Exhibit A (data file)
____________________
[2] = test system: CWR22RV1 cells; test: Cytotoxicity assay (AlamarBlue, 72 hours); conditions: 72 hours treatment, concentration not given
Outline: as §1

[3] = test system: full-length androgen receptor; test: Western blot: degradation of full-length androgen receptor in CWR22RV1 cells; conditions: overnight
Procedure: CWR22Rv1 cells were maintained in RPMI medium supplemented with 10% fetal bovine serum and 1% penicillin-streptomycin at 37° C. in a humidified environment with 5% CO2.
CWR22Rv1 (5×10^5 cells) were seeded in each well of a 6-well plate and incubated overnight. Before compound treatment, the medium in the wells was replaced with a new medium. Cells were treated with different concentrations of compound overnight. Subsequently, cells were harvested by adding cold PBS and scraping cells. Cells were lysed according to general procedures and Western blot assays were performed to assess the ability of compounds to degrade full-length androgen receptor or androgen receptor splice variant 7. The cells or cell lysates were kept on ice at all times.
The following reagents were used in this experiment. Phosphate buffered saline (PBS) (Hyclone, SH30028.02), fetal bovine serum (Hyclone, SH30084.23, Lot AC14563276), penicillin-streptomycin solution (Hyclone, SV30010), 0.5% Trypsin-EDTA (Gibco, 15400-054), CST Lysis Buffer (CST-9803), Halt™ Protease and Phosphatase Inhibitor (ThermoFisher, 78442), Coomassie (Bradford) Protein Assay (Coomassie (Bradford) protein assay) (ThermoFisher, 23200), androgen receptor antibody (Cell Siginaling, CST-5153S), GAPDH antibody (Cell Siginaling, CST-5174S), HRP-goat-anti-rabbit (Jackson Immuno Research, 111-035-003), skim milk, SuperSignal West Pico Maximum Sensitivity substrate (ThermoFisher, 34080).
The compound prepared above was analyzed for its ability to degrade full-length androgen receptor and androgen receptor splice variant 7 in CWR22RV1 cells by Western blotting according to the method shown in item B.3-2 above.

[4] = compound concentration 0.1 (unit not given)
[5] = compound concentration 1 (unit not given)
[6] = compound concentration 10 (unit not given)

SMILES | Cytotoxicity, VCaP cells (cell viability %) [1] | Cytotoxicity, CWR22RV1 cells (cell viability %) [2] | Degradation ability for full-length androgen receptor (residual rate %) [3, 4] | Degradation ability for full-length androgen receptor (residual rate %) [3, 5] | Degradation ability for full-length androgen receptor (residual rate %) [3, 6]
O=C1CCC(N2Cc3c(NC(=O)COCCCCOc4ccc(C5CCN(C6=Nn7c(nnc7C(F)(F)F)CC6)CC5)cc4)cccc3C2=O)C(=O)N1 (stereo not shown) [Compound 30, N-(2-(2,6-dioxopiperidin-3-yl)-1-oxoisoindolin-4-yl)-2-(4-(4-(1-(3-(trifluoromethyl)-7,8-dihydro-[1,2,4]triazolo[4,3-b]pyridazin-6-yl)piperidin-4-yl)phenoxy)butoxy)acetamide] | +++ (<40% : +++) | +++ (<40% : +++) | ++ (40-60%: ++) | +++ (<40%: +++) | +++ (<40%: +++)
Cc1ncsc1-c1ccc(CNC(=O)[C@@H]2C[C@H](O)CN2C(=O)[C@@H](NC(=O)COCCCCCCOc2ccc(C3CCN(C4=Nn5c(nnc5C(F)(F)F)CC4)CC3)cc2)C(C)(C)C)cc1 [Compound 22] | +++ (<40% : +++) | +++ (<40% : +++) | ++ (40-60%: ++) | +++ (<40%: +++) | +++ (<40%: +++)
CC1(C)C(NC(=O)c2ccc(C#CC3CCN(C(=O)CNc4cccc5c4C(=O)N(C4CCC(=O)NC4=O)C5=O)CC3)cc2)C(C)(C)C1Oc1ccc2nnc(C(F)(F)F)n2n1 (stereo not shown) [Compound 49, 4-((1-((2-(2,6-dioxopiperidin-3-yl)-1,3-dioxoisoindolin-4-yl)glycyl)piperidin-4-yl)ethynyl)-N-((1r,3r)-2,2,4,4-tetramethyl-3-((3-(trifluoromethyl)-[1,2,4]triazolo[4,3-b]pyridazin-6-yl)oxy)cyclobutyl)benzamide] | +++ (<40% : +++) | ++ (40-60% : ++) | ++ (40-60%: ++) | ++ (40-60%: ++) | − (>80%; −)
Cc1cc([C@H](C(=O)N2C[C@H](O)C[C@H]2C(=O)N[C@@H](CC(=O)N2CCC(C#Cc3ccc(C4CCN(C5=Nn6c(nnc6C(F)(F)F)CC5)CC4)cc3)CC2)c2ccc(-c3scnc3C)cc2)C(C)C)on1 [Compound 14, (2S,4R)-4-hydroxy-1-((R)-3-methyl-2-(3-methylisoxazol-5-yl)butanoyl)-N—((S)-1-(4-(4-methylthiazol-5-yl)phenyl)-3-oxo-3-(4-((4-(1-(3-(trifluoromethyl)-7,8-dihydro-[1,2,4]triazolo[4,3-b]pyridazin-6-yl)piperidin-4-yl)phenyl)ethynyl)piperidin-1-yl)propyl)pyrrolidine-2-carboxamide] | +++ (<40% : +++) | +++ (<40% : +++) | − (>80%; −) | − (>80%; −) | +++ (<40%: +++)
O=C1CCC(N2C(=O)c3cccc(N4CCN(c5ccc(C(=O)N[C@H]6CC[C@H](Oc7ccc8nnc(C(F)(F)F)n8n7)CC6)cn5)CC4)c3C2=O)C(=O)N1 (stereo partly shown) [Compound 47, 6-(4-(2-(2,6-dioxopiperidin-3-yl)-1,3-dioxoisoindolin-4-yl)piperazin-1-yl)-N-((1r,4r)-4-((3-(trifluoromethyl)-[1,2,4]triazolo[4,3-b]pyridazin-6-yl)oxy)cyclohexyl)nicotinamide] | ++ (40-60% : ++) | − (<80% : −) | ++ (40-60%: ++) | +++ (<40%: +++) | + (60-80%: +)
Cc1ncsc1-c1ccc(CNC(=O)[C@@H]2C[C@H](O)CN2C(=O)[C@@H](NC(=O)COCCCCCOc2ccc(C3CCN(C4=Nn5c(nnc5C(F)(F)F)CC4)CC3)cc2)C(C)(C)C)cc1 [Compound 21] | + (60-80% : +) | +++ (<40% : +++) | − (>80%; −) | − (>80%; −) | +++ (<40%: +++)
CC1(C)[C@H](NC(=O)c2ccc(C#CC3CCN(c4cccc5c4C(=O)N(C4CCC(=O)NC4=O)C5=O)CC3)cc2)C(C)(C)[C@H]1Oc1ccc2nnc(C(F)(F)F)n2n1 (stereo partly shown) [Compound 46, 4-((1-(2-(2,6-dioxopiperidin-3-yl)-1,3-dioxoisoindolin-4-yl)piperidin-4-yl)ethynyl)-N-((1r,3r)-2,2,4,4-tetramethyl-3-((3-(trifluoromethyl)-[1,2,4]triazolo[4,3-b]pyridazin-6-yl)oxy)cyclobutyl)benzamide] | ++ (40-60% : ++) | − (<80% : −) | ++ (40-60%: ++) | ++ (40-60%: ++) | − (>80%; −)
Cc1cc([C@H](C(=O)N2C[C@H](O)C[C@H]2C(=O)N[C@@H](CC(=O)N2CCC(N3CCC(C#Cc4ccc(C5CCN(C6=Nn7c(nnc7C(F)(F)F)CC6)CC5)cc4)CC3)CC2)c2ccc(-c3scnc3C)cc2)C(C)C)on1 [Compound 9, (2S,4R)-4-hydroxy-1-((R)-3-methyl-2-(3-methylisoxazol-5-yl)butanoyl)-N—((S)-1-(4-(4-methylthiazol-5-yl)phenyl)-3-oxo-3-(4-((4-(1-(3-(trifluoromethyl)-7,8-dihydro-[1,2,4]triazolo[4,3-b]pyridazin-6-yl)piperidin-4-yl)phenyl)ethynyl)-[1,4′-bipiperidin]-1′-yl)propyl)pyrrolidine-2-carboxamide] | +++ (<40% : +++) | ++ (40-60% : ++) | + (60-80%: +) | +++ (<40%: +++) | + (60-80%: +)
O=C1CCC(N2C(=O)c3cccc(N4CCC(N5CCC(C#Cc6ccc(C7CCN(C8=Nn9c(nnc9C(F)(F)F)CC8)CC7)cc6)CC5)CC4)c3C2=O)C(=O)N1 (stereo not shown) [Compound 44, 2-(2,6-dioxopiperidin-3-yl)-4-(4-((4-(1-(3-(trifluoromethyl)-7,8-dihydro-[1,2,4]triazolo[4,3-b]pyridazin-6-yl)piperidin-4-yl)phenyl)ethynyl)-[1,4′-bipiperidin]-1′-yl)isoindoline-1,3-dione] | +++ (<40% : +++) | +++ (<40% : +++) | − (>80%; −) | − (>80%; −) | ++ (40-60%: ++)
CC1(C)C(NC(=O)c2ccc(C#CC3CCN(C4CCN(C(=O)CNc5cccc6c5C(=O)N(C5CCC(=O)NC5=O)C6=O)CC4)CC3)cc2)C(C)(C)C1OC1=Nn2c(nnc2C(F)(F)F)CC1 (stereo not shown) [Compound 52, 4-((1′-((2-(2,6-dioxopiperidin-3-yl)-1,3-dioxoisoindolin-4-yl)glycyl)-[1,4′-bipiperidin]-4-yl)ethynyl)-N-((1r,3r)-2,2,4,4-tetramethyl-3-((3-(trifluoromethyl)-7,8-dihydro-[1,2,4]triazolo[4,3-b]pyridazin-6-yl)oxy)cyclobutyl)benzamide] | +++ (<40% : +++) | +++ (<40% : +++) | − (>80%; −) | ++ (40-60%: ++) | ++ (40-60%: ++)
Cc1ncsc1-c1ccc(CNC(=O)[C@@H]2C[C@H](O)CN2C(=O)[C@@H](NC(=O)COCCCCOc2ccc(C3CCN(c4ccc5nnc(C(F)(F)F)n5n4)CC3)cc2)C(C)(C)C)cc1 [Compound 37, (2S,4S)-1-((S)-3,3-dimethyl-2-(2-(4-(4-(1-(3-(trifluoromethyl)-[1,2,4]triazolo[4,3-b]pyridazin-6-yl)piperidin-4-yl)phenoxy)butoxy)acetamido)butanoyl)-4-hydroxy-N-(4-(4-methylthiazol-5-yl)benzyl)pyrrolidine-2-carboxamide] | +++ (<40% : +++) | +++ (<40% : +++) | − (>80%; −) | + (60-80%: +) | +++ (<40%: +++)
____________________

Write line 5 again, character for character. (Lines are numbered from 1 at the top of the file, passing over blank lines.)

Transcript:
CWR22Rv1 (5×10^5 cells) were seeded in each well of a 6-well plate and incubated overnight. Before compound treatment, the medium in the wells was replaced with a new medium. Cells were treated with different concentrations of compound overnight. Subsequently, cells were harvested by adding cold PBS and scraping cells. Cells were lysed according to general procedures and Western blot assays were performed to assess the ability of compounds to degrade full-length androgen receptor or androgen receptor splice variant 7. The cells or cell lysates were kept on ice at all times.